At graduation Daniel Mills wasn’t about peering into the rear view mirror, celebrating his athletic accomplishments and reminiscing about old times. He’s got bigger things to accomplish.
On Monday, Mills will leave for the Cadet Summer Training at the United States Military Academy in West Point, N.Y., where he will wrestle for the Black Knights next season. "My thoughts were already beyond high school nostalgia at that point," Mills said about last week’s graduation. "I’m just ready to go and am ready for the next challenge."
According to Mills, if he managed to survive four intimate years of wrestling instruction from uber-intimidating coach, Roy Hill, he can handle any imposing Cadets and officers.
"As far as summer training, they say it’s going to be hard because there’s people in your face yelling at you, but anyone on the Hayfield wrestling team knows that after having coach Hill yell at you, there’s nothing in the world that is going to make you more scared than that moment," Mills said on Tuesday. "Honestly, I’m really not intimidated by a couple of college kids yelling at me."
All kidding aside, Mills, a cross country runner and third-place state wrestler, visited the University of Maryland and the Merchant Marine Academy, but found West Point best suited his personality.
"West Point was clearly the place that I belong," Mills said. "It was the logical conclusion. I’ve always kind of thrived under structure. I really look forward to having my schedule filled up with challenges every day."
Mills is following his father and older brother, both of whom attended West Point. With a mother also in the Army, and the brother currently serving in Afghanistan, the five-year required military service wasn’t a deterrent.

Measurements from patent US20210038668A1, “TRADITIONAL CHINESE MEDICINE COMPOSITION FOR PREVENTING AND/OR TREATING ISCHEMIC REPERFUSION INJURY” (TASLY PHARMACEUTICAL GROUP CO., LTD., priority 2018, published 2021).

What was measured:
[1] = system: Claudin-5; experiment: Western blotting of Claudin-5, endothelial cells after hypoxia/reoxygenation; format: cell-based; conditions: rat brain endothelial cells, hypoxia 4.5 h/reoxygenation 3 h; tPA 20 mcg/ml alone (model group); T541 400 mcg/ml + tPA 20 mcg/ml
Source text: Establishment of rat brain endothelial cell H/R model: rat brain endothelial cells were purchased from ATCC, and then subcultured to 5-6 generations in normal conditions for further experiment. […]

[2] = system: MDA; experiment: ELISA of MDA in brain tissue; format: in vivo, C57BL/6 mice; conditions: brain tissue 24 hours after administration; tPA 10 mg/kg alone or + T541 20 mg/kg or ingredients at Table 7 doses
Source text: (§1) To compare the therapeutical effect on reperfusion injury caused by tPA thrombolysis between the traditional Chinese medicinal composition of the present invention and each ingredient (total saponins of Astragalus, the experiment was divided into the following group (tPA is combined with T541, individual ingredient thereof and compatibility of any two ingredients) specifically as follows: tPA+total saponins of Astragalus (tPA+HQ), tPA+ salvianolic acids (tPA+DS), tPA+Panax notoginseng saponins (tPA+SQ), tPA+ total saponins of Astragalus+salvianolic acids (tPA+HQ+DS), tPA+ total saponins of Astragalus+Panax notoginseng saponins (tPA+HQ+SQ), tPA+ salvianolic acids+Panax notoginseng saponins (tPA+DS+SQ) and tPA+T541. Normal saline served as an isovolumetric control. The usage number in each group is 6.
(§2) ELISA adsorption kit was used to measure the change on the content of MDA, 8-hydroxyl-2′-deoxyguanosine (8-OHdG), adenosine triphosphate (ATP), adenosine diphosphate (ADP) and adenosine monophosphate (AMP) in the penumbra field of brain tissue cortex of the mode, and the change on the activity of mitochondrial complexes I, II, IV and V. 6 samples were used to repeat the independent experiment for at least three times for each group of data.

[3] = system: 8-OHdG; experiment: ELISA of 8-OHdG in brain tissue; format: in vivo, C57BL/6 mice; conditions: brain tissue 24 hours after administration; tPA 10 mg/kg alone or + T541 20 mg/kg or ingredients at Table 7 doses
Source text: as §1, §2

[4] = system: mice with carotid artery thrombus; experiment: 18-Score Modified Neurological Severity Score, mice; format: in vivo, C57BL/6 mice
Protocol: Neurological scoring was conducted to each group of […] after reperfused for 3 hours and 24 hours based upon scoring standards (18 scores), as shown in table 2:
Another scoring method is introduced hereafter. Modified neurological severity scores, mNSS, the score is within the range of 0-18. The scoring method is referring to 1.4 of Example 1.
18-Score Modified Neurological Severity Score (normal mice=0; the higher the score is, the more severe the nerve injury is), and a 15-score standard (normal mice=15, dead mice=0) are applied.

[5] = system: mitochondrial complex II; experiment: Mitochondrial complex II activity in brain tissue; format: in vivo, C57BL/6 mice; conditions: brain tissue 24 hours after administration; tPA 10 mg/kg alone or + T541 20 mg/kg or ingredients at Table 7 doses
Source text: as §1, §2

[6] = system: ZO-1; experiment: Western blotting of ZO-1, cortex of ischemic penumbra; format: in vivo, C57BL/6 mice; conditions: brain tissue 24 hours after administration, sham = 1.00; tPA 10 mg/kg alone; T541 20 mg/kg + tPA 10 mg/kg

<b>MILLS CREDITS</b> his athletic background with giving him the discipline he’ll required for his collegiate choice. He ran cross country, mostly to stay in shape for wrestling. "I’ve been running pretty consistently since I was in sixth grade," Mills said. "Running always helped me prevent injuries during wrestling and keep core strength."
But Mills, who wrestled at 189 pounds during his junior season got season and missed a critical national tournament in Fargo, S.D. He decided then to go ahead and move down to the 171-point classification.
It wasn’t long after that, that Hill pulled Mills, his co-captain with Steven Ours, aside and wanted him to believe he could potentially be a state champion.
"When coach Hill expresses that amount of confidence in you, that’s all he needs to say. He’s not one to lie," Hill said.
Mills, who finished with a 74-33 career record, pledged to finish in the podium in every tournament throughout his senior season, and aside from a prestigious tournament in New York when he placed fifth, Mills kept true to his word.
After ripping through most of the Northern Virginia wreslters en route to the district and region individual crowns, Mills made a mistake in the state semifinals.
Facing Gar-Field’s Porker Bowers, the 171-pounder tied the match with mere seconds left by executing an escape. Even though the referee could have given Mills two points for a reversal, the matched ended up in overtime, when Bowers won a 12-10 decision.
"As a rule of thumb, wrestlers aren’t supposed to try high-risk moves in overtime," Mills said. "I wasn’t really thinking at that point, I was just going on instinct."
But according to Hill, Mills really showed his character in the consolation match when he used one of his patented pins from his feet in the second round.
"I thought it was very appropriate way for him to end his career," Mills said. "He’s got quite a few wins over the years when he’s been down and able to pin somebody while he’s on his feet. That’s one quality that sets him apart from the rest of the crowd."